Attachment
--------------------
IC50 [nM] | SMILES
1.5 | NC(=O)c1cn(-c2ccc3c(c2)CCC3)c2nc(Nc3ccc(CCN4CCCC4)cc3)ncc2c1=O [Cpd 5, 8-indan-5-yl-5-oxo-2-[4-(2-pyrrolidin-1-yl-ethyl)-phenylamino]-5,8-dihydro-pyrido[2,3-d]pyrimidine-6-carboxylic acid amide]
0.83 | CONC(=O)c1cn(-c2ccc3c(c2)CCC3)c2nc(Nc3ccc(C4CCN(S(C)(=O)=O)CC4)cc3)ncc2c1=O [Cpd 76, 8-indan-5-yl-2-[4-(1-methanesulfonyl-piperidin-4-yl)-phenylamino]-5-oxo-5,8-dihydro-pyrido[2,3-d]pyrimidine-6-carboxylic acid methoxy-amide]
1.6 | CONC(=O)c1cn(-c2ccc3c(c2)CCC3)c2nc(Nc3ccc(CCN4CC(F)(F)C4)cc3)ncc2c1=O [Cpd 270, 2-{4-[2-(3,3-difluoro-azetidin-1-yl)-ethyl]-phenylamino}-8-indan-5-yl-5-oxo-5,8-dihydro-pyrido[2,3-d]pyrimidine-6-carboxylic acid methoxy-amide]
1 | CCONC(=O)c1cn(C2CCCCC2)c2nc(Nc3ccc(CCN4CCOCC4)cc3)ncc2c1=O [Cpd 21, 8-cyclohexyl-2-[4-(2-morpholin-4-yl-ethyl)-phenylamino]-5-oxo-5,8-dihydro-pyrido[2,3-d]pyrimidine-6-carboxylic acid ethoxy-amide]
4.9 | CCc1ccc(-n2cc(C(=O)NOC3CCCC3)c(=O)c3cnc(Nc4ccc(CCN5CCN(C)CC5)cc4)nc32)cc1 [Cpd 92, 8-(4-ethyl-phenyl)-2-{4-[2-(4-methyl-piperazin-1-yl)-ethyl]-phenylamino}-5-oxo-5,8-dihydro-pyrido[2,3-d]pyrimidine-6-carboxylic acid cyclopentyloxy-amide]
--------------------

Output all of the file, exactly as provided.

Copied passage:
IC50 [nM] | SMILES
1.5 | NC(=O)c1cn(-c2ccc3c(c2)CCC3)c2nc(Nc3ccc(CCN4CCCC4)cc3)ncc2c1=O [Cpd 5, 8-indan-5-yl-5-oxo-2-[4-(2-pyrrolidin-1-yl-ethyl)-phenylamino]-5,8-dihydro-pyrido[2,3-d]pyrimidine-6-carboxylic acid amide]
0.83 | CONC(=O)c1cn(-c2ccc3c(c2)CCC3)c2nc(Nc3ccc(C4CCN(S(C)(=O)=O)CC4)cc3)ncc2c1=O [Cpd 76, 8-indan-5-yl-2-[4-(1-methanesulfonyl-piperidin-4-yl)-phenylamino]-5-oxo-5,8-dihydro-pyrido[2,3-d]pyrimidine-6-carboxylic acid methoxy-amide]
1.6 | CONC(=O)c1cn(-c2ccc3c(c2)CCC3)c2nc(Nc3ccc(CCN4CC(F)(F)C4)cc3)ncc2c1=O [Cpd 270, 2-{4-[2-(3,3-difluoro-azetidin-1-yl)-ethyl]-phenylamino}-8-indan-5-yl-5-oxo-5,8-dihydro-pyrido[2,3-d]pyrimidine-6-carboxylic acid methoxy-amide]
1 | CCONC(=O)c1cn(C2CCCCC2)c2nc(Nc3ccc(CCN4CCOCC4)cc3)ncc2c1=O [Cpd 21, 8-cyclohexyl-2-[4-(2-morpholin-4-yl-ethyl)-phenylamino]-5-oxo-5,8-dihydro-pyrido[2,3-d]pyrimidine-6-carboxylic acid ethoxy-amide]
4.9 | CCc1ccc(-n2cc(C(=O)NOC3CCCC3)c(=O)c3cnc(Nc4ccc(CCN5CCN(C)CC5)cc4)nc32)cc1 [Cpd 92, 8-(4-ethyl-phenyl)-2-{4-[2-(4-methyl-piperazin-1-yl)-ethyl]-phenylamino}-5-oxo-5,8-dihydro-pyrido[2,3-d]pyrimidine-6-carboxylic acid cyclopentyloxy-amide]